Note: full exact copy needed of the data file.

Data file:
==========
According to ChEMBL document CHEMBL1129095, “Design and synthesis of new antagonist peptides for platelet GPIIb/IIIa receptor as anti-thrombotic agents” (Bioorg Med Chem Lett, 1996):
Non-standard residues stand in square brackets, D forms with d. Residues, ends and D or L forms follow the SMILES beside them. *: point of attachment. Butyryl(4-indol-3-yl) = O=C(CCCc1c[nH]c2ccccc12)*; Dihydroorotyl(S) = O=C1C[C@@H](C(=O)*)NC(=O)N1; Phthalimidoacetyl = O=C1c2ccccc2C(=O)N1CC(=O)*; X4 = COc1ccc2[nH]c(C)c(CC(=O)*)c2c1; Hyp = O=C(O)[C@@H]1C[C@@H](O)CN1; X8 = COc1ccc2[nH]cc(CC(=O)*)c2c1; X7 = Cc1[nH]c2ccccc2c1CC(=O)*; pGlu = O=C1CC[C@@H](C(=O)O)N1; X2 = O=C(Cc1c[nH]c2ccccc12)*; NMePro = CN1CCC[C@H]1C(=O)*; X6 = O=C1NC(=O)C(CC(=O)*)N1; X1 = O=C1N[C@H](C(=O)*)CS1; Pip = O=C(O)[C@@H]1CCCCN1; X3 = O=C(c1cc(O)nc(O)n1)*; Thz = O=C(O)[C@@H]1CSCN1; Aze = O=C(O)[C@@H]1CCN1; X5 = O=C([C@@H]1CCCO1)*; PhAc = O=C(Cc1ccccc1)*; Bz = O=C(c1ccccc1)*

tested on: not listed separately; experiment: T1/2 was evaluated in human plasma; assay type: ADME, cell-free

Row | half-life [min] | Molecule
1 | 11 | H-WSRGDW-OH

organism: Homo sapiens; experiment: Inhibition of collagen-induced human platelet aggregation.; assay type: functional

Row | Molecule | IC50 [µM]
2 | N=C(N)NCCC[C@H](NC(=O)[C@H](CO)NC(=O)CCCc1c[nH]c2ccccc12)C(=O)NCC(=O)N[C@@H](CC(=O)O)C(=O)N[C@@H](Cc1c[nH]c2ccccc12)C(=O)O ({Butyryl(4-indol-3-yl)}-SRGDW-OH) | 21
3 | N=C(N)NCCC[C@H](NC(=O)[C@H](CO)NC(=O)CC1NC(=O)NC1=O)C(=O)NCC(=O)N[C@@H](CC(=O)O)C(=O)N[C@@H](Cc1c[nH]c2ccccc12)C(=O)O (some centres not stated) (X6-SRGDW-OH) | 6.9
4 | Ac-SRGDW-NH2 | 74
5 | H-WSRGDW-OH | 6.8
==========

According to ChEMBL document CHEMBL1129095, “Design and synthesis of new antagonist peptides for platelet GPIIb/IIIa receptor as anti-thrombotic agents” (Bioorg Med Chem Lett, 1996):
Non-standard residues stand in square brackets, D forms with d. Residues, ends and D or L forms follow the SMILES beside them. *: point of attachment. Butyryl(4-indol-3-yl) = O=C(CCCc1c[nH]c2ccccc12)*; Dihydroorotyl(S) = O=C1C[C@@H](C(=O)*)NC(=O)N1; Phthalimidoacetyl = O=C1c2ccccc2C(=O)N1CC(=O)*; X4 = COc1ccc2[nH]c(C)c(CC(=O)*)c2c1; Hyp = O=C(O)[C@@H]1C[C@@H](O)CN1; X8 = COc1ccc2[nH]cc(CC(=O)*)c2c1; X7 = Cc1[nH]c2ccccc2c1CC(=O)*; pGlu = O=C1CC[C@@H](C(=O)O)N1; X2 = O=C(Cc1c[nH]c2ccccc12)*; NMePro = CN1CCC[C@H]1C(=O)*; X6 = O=C1NC(=O)C(CC(=O)*)N1; X1 = O=C1N[C@H](C(=O)*)CS1; Pip = O=C(O)[C@@H]1CCCCN1; X3 = O=C(c1cc(O)nc(O)n1)*; Thz = O=C(O)[C@@H]1CSCN1; Aze = O=C(O)[C@@H]1CCN1; X5 = O=C([C@@H]1CCCO1)*; PhAc = O=C(Cc1ccccc1)*; Bz = O=C(c1ccccc1)*

tested on: not listed separately; experiment: T1/2 was evaluated in human plasma; assay type: ADME, cell-free

Row | half-life [min] | Molecule
1 | 11 | H-WSRGDW-OH

organism: Homo sapiens; experiment: Inhibition of collagen-induced human platelet aggregation.; assay type: functional

Row | Molecule | IC50 [µM]
2 | N=C(N)NCCC[C@H](NC(=O)[C@H](CO)NC(=O)CCCc1c[nH]c2ccccc12)C(=O)NCC(=O)N[C@@H](CC(=O)O)C(=O)N[C@@H](Cc1c[nH]c2ccccc12)C(=O)O ({Butyryl(4-indol-3-yl)}-SRGDW-OH) | 21
3 | N=C(N)NCCC[C@H](NC(=O)[C@H](CO)NC(=O)CC1NC(=O)NC1=O)C(=O)NCC(=O)N[C@@H](CC(=O)O)C(=O)N[C@@H](Cc1c[nH]c2ccccc12)C(=O)O (some centres not stated) (X6-SRGDW-OH) | 6.9
4 | Ac-SRGDW-NH2 | 74
5 | H-WSRGDW-OH | 6.8